To put the theory of special relativity into practice by counting galaxies

To put the theory of special relativity into practice by counting galaxies

To put the theory of special relativity into practice by counting galaxies

This image, made from a combination of images from September 2003 – January 2004 taken by NASA / ESA Hubble Space Telescope, shows nearly 10,000 galaxies in the deepest image of visible light from the cosmos, which cuts over billions of light-years. Credit: NASA, ESA, S. Beckwith (STScI), HUDF Team

Scientists studying the cosmos have a favorite philosophy called the “principle of mediocrity”, which essentially suggests that there is really nothing special about the earth, the sun or the Milky Way galaxy compared to the rest of the universe.

Now new research from CU Boulder adds another piece of evidence to the case of mediocrity: Galaxies are, on average, at rest with respect to early universe. Jeremy Darling, Professor of Astrophysics at CU Boulder, recently published this new cosmological finding in The Astrophysical Journal Letters.

“What this research tells us is that we have a fun movement, but the fun movement agrees with everything we know about universe“There’s nothing special going on here,” Darling said. “We are not special as galaxies or as observers.”

About 35 years ago, scientists discovered the cosmic microwave background, ie electromagnetic radiation left over from the formation of the universe during the Big Bang. The cosmic microwave background looks warmer in our direction of motion and cooler away from our direction of motion.

From this light of the early universe, scientists can conclude that the sun – and the earth orbiting it – move in a certain direction, at a certain speed. Researchers find that our assumed speed is a fraction of a percent of the speed of light – small, but not zero.

Researchers can independently test this conclusion by counting galaxies which are visible from the earth or sum up their brightness. They can do this largely thanks to Albert Einstein’s 1905 the theory of special relativity, which explains how speed affects time and space. In this application, a person on earth looking out into the universe in one direction – in the same direction as the sun and earth are moving – will see galaxies that are brighter, bluer and more concentrated. Similarly, by looking the other way, the person should see galaxies that are darker, redder and further apart.

But when scientists have tried to count galaxies in recent years – a process that is difficult to do exactly – they have come up with figures that indicate that the sun moves much faster than previously thought, which is contrary to standard cosmology.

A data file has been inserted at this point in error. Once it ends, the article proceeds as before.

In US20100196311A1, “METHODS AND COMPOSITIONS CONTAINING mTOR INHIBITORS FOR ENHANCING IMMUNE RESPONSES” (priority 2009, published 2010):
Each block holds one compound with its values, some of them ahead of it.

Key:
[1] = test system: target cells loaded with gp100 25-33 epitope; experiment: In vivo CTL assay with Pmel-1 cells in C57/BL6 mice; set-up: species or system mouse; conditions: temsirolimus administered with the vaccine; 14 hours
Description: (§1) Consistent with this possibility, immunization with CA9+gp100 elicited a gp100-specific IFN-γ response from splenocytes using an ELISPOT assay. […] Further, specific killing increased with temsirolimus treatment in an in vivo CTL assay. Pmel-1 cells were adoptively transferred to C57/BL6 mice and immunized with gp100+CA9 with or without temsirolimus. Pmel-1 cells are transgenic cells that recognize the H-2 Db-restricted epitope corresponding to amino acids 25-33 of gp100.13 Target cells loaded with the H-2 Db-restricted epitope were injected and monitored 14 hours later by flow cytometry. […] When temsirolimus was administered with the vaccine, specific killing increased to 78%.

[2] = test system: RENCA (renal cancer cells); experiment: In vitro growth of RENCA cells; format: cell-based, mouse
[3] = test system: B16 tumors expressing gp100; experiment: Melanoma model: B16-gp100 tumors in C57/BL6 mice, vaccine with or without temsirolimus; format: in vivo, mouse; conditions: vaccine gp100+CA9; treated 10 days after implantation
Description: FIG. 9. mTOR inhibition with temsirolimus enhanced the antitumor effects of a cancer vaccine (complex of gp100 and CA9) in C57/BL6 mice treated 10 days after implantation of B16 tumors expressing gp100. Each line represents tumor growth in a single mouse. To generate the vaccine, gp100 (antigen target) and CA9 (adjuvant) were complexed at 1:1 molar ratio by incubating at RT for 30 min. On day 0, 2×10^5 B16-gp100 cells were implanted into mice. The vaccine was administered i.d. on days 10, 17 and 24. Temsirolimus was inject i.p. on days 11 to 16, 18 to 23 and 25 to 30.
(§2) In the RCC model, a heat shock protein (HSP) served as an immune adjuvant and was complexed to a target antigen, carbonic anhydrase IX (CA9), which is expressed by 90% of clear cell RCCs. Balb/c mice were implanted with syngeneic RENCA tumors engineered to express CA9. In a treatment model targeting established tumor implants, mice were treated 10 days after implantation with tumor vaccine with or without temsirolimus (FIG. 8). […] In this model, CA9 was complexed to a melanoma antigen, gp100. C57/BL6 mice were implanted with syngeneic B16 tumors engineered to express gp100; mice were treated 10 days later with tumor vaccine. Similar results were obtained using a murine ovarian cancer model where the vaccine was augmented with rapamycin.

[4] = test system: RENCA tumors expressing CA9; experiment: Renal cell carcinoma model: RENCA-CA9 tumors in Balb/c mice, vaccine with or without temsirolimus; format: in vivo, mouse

“It’s hard to count galaxies across the sky – you’re usually stuck with a hemisphere or less,” Darling said. “And beyond that, our own galaxy gets in the way. It has dust that makes you find fewer galaxies and will make them look darker as you get closer to our galaxy.”

Darling was fascinated and confused by this cosmological puzzle, so he decided to investigate for himself. He also knew that there were two recently released studies that could help improve the accuracy of a galaxy count – and shed light on the speed mystery: one is called the Very Large Array Sky Survey (VLASS) in New Mexico, and the other is called Rapid Australian Square Kilometer Array Pathfinder Continuum Survey (RACS) in Australia.

Together, these studies made it possible for Darling to study the entire sky by merging views from the northern and southern hemispheres. It is important that the new surveys are also used radio waveswhich made it easier to “see” through the dust of the Milky Way and thus improved the view of the universe.

When Darling analyzed surveyshe found that the number of galaxies and their brightness matched perfectly with the velocity scientists who had previously concluded from the cosmic microwave background.

“We find a bright direction and a weak direction – we find a direction where there are more galaxies and a direction where there are fewer galaxies,” he said. “The big difference is that it agrees with the early universe from cosmic microwave background and it has the right speed. Our cosmology is just good. “

Since Darling’s results differ from previous results, his thesis is likely to lead to various follow-up studies to confirm or question his results.

But in addition to advancing the field of cosmology, the findings are a good real example of Einstein’s special theory of relativity – and they show how scientists still put the theory into practice, more than 100 years after the famous physicist first proposed it.

“I love the idea that this basic principle that Einstein talked about a long time ago is something you can see,” Darling said. “It’s a really esoteric thing that seems super weird, but if you go out and count galaxies you can see this nice effect. It’s not quite as esoteric or weird as you might think.”

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More information:
Jeremy Darling, The universe is brighter in the direction of our motion: Galaxy Counts and Fluxes are compatible with CMB Dipole, The Astrophysical Journal Letters (2022). DOI: 10.3847 / 2041-8213 / ac6f08

Quote: Putting the theory of special relativity into practice by counting galaxies (2022, June 3) retrieved June 3, 2022 from

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